It seems unbelievably cheesy to say that they taught us as much as we taught them, but we really did learn a lot this year. The school and its people wholeheartedly welcomed us into this community, and everyone, students and teachers alike, generously shared their lives and culture. From this vantage point, it seems startling that we ever expected teaching to be just a pay check.

And, man, the vacation time is sweet!

Enjoy our first all-original video production from Whoop Wu Studios.

Apr 23, 2012

Taking a ride

Riding sheep by the river

The weather has been absolutely gorgeous this week — sunny and 80s every day. We’re taking advantage of that by going on lots of walks … and so is everyone else. The walkway by the river is a hive of activity with people walking, playing carnival games, eating snacks, dancing and more.

Above, Peter has captured one of the big squares where a lot of people hang out. You can see a father and his daughter riding a mechanical goat around. We’ve been seeing this kind of ride all over the place - anywhere there’s space for it, someone sets up shop to rent out some kind of mini-vehicle.

Apr 22, 2012

一点儿

Just a little

On one of the ways we walk to the city center, we pass a vendor selling delicious snacks: Different types of vegetables and meats that are breaded, fried and then coated in spices and tomato sauce. We’ve been enjoying his wares about once a week since the middle of the winter, and as you can see above, I can accomplish this transaction with no words in any language. He speaks a bit of English, however, and I’ve been trying out some of the few Chinese phrases I’ve learned on him.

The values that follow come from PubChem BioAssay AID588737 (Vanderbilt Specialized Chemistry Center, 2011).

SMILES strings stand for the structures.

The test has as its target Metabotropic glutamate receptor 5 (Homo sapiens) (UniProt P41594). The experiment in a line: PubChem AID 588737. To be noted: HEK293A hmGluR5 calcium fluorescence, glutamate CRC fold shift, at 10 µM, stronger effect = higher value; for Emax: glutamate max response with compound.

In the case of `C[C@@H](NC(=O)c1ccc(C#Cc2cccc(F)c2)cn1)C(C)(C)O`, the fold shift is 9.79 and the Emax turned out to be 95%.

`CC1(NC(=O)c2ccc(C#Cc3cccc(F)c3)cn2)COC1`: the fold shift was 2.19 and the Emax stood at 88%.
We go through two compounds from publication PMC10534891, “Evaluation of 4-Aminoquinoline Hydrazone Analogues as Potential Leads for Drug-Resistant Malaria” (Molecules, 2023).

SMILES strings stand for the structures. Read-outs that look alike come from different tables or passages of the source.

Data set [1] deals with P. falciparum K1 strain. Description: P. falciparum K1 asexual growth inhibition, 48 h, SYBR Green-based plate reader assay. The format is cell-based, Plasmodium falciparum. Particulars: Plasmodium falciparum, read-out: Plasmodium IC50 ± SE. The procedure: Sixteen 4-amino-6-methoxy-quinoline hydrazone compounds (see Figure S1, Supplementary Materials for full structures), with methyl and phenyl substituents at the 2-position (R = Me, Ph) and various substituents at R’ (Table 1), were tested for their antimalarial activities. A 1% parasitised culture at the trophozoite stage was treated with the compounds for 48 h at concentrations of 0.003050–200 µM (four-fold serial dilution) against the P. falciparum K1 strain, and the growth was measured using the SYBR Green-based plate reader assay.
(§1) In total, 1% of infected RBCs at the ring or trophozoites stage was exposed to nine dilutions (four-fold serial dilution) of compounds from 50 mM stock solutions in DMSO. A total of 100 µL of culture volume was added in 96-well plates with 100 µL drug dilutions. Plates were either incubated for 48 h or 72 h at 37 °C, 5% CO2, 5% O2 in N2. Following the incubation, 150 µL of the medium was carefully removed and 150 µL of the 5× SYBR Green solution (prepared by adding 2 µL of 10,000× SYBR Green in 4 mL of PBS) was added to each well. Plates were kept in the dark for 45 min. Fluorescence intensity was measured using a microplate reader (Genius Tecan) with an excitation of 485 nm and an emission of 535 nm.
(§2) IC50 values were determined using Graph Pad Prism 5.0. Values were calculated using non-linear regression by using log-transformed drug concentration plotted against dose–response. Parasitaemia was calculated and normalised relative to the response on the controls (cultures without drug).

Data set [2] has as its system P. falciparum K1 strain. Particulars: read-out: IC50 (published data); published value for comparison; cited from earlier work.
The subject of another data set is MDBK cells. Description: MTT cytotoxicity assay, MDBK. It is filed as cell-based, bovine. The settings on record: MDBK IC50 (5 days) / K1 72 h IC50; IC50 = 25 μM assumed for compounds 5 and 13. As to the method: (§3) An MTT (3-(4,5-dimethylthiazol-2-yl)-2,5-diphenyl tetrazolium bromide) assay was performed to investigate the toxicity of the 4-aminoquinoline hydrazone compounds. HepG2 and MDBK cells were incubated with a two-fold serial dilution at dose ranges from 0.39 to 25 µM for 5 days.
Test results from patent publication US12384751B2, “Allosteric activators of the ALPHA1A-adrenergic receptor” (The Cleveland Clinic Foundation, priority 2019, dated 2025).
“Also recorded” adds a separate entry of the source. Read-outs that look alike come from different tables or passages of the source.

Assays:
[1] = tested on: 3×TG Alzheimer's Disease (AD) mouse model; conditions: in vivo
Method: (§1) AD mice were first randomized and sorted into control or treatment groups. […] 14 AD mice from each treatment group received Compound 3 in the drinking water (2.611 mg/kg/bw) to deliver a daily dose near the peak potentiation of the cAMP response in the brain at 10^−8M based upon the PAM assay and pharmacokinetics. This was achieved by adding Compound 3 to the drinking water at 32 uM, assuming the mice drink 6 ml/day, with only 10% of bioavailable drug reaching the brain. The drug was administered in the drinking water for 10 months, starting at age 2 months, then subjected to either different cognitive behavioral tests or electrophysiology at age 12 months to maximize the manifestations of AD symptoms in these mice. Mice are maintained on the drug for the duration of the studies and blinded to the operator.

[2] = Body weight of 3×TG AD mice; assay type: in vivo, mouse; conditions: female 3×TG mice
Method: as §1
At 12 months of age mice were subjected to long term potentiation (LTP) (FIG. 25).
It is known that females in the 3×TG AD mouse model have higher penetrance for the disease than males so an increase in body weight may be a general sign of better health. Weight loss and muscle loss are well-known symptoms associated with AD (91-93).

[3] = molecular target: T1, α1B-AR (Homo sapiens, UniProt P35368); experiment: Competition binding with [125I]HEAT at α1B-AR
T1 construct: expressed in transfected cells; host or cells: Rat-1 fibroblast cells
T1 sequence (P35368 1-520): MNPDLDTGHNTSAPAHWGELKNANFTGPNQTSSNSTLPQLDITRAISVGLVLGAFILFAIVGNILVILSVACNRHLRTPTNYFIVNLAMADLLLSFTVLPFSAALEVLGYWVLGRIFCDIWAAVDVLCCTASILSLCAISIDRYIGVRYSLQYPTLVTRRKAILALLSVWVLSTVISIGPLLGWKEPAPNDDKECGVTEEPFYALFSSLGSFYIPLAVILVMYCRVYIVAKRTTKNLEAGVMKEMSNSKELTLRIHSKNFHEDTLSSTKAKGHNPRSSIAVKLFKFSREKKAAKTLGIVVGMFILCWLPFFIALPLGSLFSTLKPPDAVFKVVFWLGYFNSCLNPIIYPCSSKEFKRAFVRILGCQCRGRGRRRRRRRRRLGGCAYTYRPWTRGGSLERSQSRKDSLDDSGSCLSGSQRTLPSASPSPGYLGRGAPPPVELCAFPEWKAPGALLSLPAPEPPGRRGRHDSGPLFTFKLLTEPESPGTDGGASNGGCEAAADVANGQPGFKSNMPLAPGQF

We visited him yesterday, and as we were wrapping up our transaction he said to me, “Your Chinese is getting better and better.” (Of course, he said it in Chinese first, to which I replied 我不说汉语, so he then said it in English.) It was such a nice compliment!

So, I’m very proud of me! … Although before you gauge how proud you are of me, too, here’s what I said that elicited the compliment: When he pointed at the spice mix, asking if I wanted any, I said, “一点儿,” which means “A little bit.” Hardly a treatise on world peace. But little by little I am able to communicate, and that’s very exciting.

Apr 3, 2012

Chinese poetry

At the recital in the gym

Should we be paying attention?

All last month, we’d see large groups of kids tucked into basically every corner of the school grounds reciting poetry together. Finally, last week, we returned home after dinner, and we could hear something going on in the gym. It was a poetry recital!

The funny thing about events like these is that they’re not at all formal - off-stage. On stage, everyone’s taking it very seriously, but in the audience, people wander in and out, the kids talk to each other, do each others’ hair, etc. I guess attendance is encouraged, but attention is not necessary. And we only stayed a few minutes. Not knowing any Chinese, there wasn’t a whole lot for us to grab onto. But the kids we saw seemed like they were doing a good job.

At the recital from Uncle Foreigner on Vimeo.

Mar 22, 2012

6 months in China!

So let’s eat more sticks

Yesterday marked six months to the day we landed in China! We celebrated, of course, at sticks!

There are two things we’ve learned for sure: China is always loud, and we like our food spicy.

Mar 16, 2012

Spring time for basketball!

It’s gorgeous out here

It's gorgeous out here

This week, the weather has been absolutely gorgeous: sixties and sunny every day! It could be a coincidence, but there’s also been a school-wide basketball tournament going on all week. We have six courts here on school grounds, and each court has been packed with four teams playing half-court. And the whole rest of the school has come out to support them. Even us! For a few minutes, anyway.